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Nursing Care and Understanding of Alzheimer Disease

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Nursing Care and Understanding

of Alzheimer Disease

Introduction

Loss of memory, forgetfulness, personal change, even death, are common related disorders caused by a disease called Dementia or better known to most people as Alzheimer's disease. This disease is the fourth leading cause of death in the United States in persons 65 and older. Alzheimer's disease is, named for the German neurologist Alois Alzheimer, who first recognized the disease in 1907; Alzheimer's disease is characterized by a progressive deterioration of mental functioning. Nursing plays a major role in the care for patients who have Alzheimer's disease during the three stages of the disease. The majority of Alzheimer's patients are cared for at home by nursing caregivers or in a nursing home facility.

Impact on Today's World

Of the many illnesses know today, Alzheimer's has an effect not only on the patient but on the caregiver or nurse as well. Many journal articles, papers, and books discuss the impact on the role of the nurse and the Alzheimer's patient. These articles show that over time the impact of this disease puts the nurse out of his or her homeostasis. Through the process of the disease the ability to control and maintain ones self stability is somewhat overwhelming and can lead to depression of the nurse caring for the patient in most cases. Depression and frustration usually comes from the fact that the Alzheimer's patient's mental and physical health is gradually dwindling away, and the caregiver or nurse feels helpless. This helplessness comes from the fact that the nurse or caregiver is showing care, compassion, and using all the knowledge he or she has, yet the nurse sees little to no progress in the person because the disease process is taking over. "One caregiver described the disease as being a long journey in which the undeniable end is death, no fixed route, and no estimated time of departure" (Morton, 2003 p.262).

Philosophy

Nursing is the art of caring. Nursing is a profession because it requires an education in order to give the patient the care he or she needs. Nursing is giving of your self to help others in need of care. In nursing you are always learning, and through education you enhance your abilities to give the highest quality of care. Nursing education enhances the nurse's intellectual and personal qualities to be the best she or he can be.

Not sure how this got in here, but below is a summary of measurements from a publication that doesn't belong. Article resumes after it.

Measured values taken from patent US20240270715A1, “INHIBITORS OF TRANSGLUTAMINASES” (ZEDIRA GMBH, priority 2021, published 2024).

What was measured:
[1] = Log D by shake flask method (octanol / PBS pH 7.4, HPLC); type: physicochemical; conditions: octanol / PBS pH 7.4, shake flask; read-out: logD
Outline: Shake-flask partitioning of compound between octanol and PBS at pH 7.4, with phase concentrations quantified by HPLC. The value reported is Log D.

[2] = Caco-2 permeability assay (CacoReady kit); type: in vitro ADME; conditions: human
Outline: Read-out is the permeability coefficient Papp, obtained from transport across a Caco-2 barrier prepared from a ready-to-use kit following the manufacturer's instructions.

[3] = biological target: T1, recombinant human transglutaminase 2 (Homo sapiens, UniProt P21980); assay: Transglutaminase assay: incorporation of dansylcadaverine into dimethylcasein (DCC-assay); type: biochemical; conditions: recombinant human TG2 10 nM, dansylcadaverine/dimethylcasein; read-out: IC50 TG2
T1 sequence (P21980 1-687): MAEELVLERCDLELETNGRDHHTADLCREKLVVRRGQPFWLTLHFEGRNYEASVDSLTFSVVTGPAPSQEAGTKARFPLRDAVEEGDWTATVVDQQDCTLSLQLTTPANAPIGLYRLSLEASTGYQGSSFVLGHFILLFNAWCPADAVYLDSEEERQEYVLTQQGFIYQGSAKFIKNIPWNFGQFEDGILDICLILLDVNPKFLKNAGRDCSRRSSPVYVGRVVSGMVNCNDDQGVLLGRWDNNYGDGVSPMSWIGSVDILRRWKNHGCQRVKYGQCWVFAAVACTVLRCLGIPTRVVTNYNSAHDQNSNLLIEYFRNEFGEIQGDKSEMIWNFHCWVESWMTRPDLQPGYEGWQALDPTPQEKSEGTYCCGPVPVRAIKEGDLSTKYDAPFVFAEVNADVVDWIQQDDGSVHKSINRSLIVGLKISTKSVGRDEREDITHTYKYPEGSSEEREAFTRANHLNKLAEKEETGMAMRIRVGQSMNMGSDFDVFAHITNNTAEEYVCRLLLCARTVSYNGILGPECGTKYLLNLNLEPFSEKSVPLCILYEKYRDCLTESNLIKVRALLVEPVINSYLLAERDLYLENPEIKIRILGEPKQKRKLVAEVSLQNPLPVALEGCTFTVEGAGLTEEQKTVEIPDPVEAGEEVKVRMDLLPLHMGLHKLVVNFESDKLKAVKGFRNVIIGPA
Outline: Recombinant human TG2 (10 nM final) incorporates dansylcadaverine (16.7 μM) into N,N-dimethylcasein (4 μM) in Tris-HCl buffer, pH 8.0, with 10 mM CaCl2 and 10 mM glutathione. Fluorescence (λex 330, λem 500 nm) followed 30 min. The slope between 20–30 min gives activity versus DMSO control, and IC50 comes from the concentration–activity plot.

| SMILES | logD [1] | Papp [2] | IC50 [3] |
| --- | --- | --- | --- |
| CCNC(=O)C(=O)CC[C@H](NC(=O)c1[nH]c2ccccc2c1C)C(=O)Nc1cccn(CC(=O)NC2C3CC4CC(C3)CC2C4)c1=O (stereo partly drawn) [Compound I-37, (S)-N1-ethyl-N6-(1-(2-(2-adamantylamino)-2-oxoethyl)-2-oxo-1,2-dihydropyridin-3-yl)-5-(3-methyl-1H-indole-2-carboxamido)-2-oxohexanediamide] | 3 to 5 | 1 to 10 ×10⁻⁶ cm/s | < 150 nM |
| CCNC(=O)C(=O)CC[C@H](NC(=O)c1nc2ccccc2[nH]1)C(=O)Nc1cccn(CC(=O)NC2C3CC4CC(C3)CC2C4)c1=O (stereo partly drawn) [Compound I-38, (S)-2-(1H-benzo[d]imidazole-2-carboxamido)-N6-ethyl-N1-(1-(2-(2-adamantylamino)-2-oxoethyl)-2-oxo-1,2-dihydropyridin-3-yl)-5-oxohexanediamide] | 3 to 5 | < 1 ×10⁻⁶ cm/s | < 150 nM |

Nursing is the concept of adaptation, self actualization, knowledge, and the ability to use and demonstrate these ideals in every situation. Holistic nursing is the idea that you understand and perceive the patient's state of health. Alzheimer's disease puts the nurse in a situation that in reality he or she has no idea what it is like to actually understand what the patient is going through. Through the process of this disease the nurse must overcome their own emotions and realize that they are there for one reason. This one reason is simply to care for the patient. The patient over time will change mentally, emotionally, and physically which will not only challenge the nurse and their ability to understand and care for the patient, but these factors will also affect the family of the patient. The family must also know that the patient needs nursing and loving care; sometimes a gentle touch from a loved one helps the patient to be reassured.

Summary of Research Findings

The average life span of a person getting Alzheimer's is between the ages of 45 and 60. Millions of people are plagued by this heartbreaking disease. Although heredity does not play an obvious role, if one's parents have it, there is a great chance of the disease appearing in the child during their elderly years. The risk for getting the disease increases with age and is seen more commonly in elderly females. There are a number of theories for the actual cause of Alzheimer's disease, but at this time its causes and cure are still being researched. Alzheimer's disease has been classified as an organic disorder, which is also known as a brain impairment of the elderly. It is not to be confused with a functional disorder which no physical cause has been found and its origin appears to be emotional. The organic disorder clearly has a physical basis (Harris 1990). Early detection of Alzheimer's disease is a commonly overlooked as just depression. Depression is natural for people who have memory loss, poor judgment, or misplacing items. Depression is the earliest sign of Alzheimer's disease, but depression could also be a sign of a person getting older and not being able to do the activities they were able to do when they were young. When the depression becomes apparent when there is memory loss, disorientation, poor judgment, and misplacing of items is when a person should really be concerned with whether or not they have Alzheimer's disease:

AD is a common affliction of old age and accounts for approximately two thirds of the 5 to 6 million late-life dementias. Memory impairment is generally a prominent early symptom. AD proceeds in stages over months and years and gradually destroys a person's memory, reason, judgment, and language, and eventually the ability to carry out simple tasks of daily life. (Smith, 2002 p.77)

In today's society the need for a cure or medicine to suppress the disorder is

growing, because the numbers of elderly are on the rise in increasingly large numbers in the United States. Some factors that have been linked as causes for Alzheimer's are hypertension, peripheral vascular disease, delirium associated with a stroke and epileptic seizures. Scientists continue to research for treatments to slow the progress of Alzheimer's disease and to hold the disease off as long as possible. "If

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